His combat experience intrigues many current veterans, who believe it could make Hagel one of the more qualified defense secretaries America has ever had.
“It’s a total game-changer,” says Paul Rieckhoff, chief executive officer of the Iraq and Afghanistan Veterans of America, who was a first lieutenant and infantry rifle platoon leader serving in Iraq from 2003 to 2004. “It’s hard for civilians to understand what that means. If you think of enlisted and officers, it’s the difference between union and management. To have someone come up as a private is like someone coming up through a mail room – he understands it, and every level in between.”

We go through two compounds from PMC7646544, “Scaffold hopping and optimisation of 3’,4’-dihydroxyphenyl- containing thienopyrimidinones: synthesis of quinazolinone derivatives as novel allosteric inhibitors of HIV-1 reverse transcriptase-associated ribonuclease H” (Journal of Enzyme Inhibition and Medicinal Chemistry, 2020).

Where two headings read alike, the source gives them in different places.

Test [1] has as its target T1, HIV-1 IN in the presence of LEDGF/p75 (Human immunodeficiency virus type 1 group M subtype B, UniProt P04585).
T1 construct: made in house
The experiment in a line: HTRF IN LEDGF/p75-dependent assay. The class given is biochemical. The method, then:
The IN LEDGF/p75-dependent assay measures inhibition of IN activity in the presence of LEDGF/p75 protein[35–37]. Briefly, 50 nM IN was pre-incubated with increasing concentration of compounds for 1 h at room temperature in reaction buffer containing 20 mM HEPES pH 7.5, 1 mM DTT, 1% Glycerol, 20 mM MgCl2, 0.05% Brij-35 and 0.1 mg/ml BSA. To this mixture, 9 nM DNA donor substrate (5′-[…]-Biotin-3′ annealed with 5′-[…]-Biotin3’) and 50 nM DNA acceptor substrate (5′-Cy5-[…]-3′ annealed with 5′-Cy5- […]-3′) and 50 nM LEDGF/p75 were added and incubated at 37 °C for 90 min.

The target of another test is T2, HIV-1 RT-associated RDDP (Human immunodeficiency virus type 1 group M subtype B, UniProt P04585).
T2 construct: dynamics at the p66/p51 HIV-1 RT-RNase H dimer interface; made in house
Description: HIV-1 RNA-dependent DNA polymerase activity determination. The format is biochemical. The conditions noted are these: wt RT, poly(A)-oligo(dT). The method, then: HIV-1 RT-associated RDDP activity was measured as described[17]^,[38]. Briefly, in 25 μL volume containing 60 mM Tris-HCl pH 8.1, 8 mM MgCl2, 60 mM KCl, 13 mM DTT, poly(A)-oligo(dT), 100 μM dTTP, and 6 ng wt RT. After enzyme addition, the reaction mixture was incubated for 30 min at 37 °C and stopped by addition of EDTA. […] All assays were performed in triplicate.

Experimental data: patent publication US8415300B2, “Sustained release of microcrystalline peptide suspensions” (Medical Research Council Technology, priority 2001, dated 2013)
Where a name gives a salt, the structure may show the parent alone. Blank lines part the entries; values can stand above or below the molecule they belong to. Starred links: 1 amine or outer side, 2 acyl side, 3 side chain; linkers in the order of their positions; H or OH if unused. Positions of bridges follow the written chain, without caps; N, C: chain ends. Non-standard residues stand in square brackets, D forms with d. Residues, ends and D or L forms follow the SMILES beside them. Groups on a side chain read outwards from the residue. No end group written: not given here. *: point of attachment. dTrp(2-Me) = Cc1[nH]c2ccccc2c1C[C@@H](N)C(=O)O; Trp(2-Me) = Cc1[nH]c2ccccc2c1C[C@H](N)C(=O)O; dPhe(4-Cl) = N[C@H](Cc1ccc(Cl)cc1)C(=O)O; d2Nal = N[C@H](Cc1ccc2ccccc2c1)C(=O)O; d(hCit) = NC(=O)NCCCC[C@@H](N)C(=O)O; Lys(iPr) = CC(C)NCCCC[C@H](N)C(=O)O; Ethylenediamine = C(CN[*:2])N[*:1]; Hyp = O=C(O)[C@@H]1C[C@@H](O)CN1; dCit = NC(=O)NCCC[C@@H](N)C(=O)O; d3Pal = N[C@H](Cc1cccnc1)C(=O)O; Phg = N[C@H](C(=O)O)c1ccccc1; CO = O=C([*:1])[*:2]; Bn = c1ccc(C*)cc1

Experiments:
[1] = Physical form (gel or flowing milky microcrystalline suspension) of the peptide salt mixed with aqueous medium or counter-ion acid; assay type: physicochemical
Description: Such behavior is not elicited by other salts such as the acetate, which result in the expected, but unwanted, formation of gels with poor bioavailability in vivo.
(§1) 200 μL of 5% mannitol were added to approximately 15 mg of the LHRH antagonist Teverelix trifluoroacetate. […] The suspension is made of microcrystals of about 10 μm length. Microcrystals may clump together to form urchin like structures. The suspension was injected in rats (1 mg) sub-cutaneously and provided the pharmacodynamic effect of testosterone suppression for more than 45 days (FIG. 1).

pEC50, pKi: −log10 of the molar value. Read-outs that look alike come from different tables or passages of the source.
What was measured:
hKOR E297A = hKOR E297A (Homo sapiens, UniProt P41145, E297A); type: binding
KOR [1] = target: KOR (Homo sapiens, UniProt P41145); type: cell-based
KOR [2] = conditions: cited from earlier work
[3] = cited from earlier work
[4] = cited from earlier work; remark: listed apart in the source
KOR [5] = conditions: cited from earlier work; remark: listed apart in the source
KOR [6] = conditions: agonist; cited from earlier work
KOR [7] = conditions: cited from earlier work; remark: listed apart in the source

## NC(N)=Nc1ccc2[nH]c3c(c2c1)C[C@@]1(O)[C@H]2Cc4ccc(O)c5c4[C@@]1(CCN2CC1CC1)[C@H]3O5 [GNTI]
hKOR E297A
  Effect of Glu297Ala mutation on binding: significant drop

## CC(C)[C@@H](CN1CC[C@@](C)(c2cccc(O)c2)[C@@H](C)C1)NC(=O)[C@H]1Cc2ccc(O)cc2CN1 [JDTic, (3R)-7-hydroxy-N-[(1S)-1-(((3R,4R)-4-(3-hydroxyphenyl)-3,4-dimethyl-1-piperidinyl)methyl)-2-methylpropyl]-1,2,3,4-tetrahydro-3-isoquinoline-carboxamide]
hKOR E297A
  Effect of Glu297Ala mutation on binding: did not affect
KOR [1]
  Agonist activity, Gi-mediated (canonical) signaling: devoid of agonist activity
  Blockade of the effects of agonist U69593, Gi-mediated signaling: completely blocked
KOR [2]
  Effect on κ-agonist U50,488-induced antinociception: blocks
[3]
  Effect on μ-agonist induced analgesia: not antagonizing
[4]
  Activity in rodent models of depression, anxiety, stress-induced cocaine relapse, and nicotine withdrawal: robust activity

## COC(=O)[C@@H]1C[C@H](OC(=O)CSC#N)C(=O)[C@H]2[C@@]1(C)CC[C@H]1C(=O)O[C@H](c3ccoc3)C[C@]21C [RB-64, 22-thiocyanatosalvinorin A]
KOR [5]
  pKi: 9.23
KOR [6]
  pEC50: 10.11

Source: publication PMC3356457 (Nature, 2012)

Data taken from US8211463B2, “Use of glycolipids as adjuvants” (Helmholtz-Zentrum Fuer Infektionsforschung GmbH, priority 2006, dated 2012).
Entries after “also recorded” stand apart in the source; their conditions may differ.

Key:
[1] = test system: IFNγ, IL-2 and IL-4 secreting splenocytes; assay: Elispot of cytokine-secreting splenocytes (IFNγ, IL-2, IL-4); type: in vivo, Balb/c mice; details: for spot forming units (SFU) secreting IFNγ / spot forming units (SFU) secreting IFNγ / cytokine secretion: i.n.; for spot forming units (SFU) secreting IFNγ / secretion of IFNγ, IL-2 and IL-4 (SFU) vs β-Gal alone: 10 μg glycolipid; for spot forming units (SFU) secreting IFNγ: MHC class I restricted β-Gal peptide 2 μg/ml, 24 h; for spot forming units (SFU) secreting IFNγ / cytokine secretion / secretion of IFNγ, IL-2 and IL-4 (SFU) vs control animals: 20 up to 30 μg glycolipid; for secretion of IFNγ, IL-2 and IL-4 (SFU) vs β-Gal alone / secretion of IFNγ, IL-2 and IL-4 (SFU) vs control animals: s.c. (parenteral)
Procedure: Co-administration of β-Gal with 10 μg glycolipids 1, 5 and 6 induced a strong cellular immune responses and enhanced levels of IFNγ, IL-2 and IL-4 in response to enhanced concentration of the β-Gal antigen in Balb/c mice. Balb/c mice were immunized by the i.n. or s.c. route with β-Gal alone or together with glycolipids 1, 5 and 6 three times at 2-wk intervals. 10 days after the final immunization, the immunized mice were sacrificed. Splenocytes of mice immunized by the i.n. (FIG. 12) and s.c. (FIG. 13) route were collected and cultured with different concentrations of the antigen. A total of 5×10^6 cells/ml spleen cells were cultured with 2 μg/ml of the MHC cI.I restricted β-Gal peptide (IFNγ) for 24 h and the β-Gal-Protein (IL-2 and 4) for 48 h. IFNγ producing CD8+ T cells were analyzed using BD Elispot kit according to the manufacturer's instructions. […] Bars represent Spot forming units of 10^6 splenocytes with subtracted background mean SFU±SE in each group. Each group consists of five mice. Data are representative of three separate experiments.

Moreover, Mr. Rieckoff adds, “being an enlisted infantry grunt is one of the single most dangerous jobs in a war – it’s the backbone of the Army.
“He knows what it’s like to pull the trigger, to write letters home from a foreign land, to see his friend killed. I think it’s an indispensable quality to a country finishing two long wars.”
One night at a remote jungle outpost in Vietnam, Hagel recalls waking two fellow squad members with his hands on their mouths to keep them from making a sound before they crawled away on their hands and knees to escape Viet Cong patrols just feet away.